Flashback Friday is something I do here at Bookwraiths every once in a while; a time when I can post my thoughts about books that I’ve read in the past. With the hectic schedule of day-to-day life, there never seems enough time to give these old favorites the spotlight that they deserve, but with a day all to themselves, there is no reason I can’t revisit them.
Today, I’ll be taking a look back at a fantasy series by Dave Duncan!
The Seventh Sword: The Complete Series
by Dave Duncan
Series: The Seventh Sword
Publisher: Open Road Media (July 11, 2017)
Author Information: Website
Length: 1453 pages
My Rating: 3.5 stars
The Seventh Sword Series is a “portal” fantasy in the tradition of Stephen Donaldson’s Chronicles of Thomas Covenant and Guy Gavriel Kay’s The Fionavar Tapestry. Never fear though, Dave Duncan has put his own unique spin on the familiar 1980s era tropes contained herein (portal, quest, fellowship, and Chosen One), subverting most of them in some fashion, while weaving a fast paced, entertaining adventure in the first three books, then returning in the fourth volume to give the series a true conclusion.
It all begins in the Goddess’ Temple at Hann, where Honakura, priest of the seventh rank and true power behind the scenes, has a problem: Hardduju, reeve of the Temple and Swordsman of the seventh rank, is a traitor and thief in league with brigands. This once honorable warrior now more worried about stealing from the goddess’ worshipers rather than protecting them. But what can Honakura do to stop the powerful swordsman and his underlings?
Naturally, the priest prays to his goddess for aid. And, miraculously, his prayers are immediately answered when news reaches him that Shonsu, Swordsman of the seventh rank, has appeared at the temple asking for a demon exorcism. Honakura eager to extend such aid in return for Shonsu’s oath to serve the temple!
But while the exorcism of the demon spirt called Walliesmith goes as planned, Honakura’s plan seemingly falls apart when Shonsu awakes as a very confused Wallie Smith from Earth!
The tale which spirals out from this beginning is focused on Wallie Smith: a mild-mannered engineer from earth who vaguely recalls dying from encephalitis but whose spirit now inhabits the body of Shonsu, Swordsman of the seventh rank. The goddess herself having brought Wallie here to embark on a quest and fulfill a prophecy to save “The World” from a grizzly fate; this journey by the very cosmopolitan and scientific minded Wallie filled with much discovery and more than a little acceptance, as he quickly finds that his modern sensibilities aren’t of much value in a world ruled by real gods!
A fish out of water tale. That is how I’d quickly describe The Seventh Sword, because this story focuses on Wallie Smith’s journey as a modern man in an alien civilization. But where other author dealing with this trope generally espouse the superiority of current culture over all others, Duncan takes a more enlightened approach, showing both the failure and triumphs of Wallie’s preconceived notions. The quest our hero undertakes far less interesting than the evolution of Wallie’s own belief system.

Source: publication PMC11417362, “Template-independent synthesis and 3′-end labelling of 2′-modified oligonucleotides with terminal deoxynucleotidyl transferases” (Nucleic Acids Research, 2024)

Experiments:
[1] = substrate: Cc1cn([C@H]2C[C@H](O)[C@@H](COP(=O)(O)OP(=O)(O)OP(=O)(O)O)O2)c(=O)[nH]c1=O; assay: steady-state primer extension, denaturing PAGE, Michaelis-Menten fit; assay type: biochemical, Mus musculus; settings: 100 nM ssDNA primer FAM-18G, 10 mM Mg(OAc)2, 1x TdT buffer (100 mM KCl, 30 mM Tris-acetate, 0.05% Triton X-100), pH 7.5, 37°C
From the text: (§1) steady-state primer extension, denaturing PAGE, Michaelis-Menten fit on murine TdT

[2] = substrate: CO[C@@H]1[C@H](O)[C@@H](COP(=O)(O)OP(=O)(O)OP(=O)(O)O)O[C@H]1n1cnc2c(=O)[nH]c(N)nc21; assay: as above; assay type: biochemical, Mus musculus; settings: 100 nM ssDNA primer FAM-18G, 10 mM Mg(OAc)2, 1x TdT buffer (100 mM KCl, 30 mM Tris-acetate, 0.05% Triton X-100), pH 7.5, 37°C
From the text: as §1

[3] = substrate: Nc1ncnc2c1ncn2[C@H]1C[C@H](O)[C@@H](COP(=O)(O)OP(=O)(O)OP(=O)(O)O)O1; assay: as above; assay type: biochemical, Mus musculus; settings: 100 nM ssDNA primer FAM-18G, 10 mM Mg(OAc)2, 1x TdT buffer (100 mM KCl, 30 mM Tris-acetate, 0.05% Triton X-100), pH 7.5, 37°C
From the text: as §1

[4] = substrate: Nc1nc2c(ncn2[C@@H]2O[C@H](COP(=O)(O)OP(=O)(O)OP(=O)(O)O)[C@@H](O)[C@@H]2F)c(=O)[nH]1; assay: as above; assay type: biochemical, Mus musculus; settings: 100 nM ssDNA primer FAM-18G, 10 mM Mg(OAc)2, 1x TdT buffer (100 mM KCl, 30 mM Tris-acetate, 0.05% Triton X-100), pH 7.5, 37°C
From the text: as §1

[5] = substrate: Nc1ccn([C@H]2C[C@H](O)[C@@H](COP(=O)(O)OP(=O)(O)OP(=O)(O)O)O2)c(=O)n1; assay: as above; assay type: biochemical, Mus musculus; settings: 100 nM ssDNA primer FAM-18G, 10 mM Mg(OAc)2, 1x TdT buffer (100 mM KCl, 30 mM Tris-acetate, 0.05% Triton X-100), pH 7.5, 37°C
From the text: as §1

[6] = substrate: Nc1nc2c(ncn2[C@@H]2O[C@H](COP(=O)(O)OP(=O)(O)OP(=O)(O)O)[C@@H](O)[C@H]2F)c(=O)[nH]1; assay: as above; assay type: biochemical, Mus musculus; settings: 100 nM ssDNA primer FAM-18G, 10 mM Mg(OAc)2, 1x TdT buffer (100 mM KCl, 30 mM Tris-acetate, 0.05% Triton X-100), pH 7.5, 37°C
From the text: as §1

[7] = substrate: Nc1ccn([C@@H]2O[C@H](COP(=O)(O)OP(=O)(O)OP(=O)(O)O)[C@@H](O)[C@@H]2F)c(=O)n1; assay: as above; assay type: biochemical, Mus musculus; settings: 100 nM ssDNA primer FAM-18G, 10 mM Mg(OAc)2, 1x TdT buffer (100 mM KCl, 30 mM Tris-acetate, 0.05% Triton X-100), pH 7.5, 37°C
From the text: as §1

Don’t take that to mean the goddess’ quest is a humdrum affair, since that couldn’t be further from the truth. There are many twists and turns along Wallie’s path; a rather unusual fellowship of friends gathered around our hero; foes popping up in unsuspected locations; Wallie always forced to find the correct way to balance his morals and beliefs against those of the goddess’ world; and the final resolutions (both in book three and four) quite surprising. All of these things creating a very entertaining story.
The Seventh Sword isn’t without its weaknesses however. The most glaring being Wallie Smith’s tendency to swing back and forth in his eternal quest to find a balance between The World’s culture/beliefs and his own. Certainly, that is realistic. I mean, no one is going to wake up in an alien world in someone else’s body and immediately accept everything around them as normal. But Wallie’s tendency to seemingly acclimate himself to his new reality, accept it, begin to work within it, then reject it all again became quite annoying after a while. Nor did it ring true after the fourth or fifth episode. At least, for me, it didn’t.
Subverting the classic fantasy quest narrative whiling entertaining with fast paced action and emotional issues, Dave Duncan’s The Seventh Sword is an older series well worth reading. Nope, it isn’t grimdark by any means, but neither is it the shiny fantasy of yesteryear where the hero has all the answers and everything works out for him in the end. Rather, The Seventh Sword is a more realistic look at a normal guy from the modern world (Are the 1980s considered modern anymore?) dealing with magic, gods, and other fantastical circumstances which his upbringing and education have not prepared him for. Recommended!
I received this book from the publisher in exchange for a fair and honest review. I’d like to thank them for allowing me to receive this review copy and inform everyone that the review you have read is my opinion alone.